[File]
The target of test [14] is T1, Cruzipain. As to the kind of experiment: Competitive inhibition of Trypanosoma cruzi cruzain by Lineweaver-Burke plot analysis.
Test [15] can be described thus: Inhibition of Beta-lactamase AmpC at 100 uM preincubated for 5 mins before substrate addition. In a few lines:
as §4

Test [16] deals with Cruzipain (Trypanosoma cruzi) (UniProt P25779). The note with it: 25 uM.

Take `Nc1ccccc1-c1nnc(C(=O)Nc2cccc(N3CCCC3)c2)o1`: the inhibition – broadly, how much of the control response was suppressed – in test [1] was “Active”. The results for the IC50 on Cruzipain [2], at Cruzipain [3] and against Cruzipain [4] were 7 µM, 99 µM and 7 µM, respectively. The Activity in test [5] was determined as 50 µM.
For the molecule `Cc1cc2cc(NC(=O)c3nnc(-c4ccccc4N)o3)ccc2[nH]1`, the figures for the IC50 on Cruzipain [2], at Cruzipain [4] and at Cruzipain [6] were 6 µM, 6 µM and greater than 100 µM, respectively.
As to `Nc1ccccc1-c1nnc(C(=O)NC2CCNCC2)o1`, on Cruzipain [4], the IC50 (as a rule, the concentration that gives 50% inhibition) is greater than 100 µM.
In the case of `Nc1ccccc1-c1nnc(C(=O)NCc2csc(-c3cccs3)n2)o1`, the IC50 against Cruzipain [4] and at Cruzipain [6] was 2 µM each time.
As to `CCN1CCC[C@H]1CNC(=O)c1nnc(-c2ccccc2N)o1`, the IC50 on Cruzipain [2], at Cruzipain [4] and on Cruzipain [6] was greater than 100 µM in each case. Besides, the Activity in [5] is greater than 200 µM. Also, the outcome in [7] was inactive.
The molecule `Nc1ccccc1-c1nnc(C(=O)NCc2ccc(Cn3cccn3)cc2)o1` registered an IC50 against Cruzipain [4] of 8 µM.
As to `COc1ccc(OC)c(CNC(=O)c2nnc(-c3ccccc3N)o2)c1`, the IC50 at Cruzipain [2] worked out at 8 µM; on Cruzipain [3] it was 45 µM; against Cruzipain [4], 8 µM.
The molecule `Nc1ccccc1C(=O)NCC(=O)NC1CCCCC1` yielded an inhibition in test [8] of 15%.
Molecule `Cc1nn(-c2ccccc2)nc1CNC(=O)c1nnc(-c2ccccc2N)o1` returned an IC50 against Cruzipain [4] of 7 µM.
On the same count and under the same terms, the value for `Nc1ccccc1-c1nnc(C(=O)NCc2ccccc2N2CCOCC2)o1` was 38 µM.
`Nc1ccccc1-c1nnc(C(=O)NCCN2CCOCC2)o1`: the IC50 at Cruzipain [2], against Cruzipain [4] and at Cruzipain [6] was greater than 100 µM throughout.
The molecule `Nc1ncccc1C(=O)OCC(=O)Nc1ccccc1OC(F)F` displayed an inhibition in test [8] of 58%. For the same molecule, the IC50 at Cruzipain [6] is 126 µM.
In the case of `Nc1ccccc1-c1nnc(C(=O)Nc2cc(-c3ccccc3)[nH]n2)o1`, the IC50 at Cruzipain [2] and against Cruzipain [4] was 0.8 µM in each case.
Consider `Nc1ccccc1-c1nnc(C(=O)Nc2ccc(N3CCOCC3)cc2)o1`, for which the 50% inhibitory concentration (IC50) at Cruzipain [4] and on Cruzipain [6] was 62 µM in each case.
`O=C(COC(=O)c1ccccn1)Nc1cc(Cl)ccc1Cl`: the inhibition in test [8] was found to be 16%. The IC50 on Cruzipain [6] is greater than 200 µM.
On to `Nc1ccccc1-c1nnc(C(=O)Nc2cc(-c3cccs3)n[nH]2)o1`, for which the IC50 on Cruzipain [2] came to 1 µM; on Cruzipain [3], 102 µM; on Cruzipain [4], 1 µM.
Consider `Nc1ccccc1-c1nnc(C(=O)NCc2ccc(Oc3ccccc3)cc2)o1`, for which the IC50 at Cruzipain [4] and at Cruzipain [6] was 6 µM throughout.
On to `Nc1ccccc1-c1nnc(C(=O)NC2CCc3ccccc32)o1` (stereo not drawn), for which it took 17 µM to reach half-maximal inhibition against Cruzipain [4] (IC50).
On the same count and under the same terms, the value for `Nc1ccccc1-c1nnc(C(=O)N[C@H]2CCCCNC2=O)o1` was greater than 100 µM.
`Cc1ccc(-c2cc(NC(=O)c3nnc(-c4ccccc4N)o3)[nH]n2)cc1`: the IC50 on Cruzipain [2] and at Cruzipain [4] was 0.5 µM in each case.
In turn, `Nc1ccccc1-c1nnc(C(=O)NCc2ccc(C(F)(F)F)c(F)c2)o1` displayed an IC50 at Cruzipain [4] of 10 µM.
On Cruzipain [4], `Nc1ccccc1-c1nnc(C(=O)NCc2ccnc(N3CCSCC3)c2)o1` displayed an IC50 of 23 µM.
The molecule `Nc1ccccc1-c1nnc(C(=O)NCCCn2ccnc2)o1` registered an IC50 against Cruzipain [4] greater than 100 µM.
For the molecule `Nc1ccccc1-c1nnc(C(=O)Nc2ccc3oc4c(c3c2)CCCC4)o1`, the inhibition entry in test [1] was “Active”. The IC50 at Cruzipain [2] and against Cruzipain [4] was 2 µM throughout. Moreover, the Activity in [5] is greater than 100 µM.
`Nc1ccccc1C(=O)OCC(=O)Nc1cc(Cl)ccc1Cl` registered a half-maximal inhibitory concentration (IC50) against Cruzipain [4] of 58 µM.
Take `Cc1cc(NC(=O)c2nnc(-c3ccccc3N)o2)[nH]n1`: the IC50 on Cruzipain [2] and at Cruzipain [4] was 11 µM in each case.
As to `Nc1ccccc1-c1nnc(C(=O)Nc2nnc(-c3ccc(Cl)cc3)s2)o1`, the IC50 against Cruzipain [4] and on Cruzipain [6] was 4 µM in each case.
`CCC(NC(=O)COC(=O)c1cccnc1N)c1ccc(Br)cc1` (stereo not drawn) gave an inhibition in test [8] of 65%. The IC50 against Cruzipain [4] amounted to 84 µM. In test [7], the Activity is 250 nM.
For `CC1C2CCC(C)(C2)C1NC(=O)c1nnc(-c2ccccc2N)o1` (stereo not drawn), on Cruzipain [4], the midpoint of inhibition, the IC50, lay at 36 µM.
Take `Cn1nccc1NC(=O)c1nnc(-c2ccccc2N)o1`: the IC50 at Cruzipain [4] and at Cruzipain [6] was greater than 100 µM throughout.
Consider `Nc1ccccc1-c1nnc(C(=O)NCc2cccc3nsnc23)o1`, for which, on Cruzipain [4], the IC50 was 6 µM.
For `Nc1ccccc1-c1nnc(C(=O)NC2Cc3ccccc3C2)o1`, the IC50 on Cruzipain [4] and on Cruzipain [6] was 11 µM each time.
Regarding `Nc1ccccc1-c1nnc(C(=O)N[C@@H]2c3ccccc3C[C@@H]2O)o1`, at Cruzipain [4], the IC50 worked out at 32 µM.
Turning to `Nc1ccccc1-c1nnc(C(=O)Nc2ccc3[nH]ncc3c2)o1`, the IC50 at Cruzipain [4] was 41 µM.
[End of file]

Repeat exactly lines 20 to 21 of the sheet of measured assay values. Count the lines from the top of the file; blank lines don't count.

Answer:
On to `Nc1ccccc1-c1nnc(C(=O)Nc2cc(-c3cccs3)n[nH]2)o1`, for which the IC50 on Cruzipain [2] came to 1 µM; on Cruzipain [3], 102 µM; on Cruzipain [4], 1 µM.
Consider `Nc1ccccc1-c1nnc(C(=O)NCc2ccc(Oc3ccccc3)cc2)o1`, for which the IC50 at Cruzipain [4] and at Cruzipain [6] was 6 µM throughout.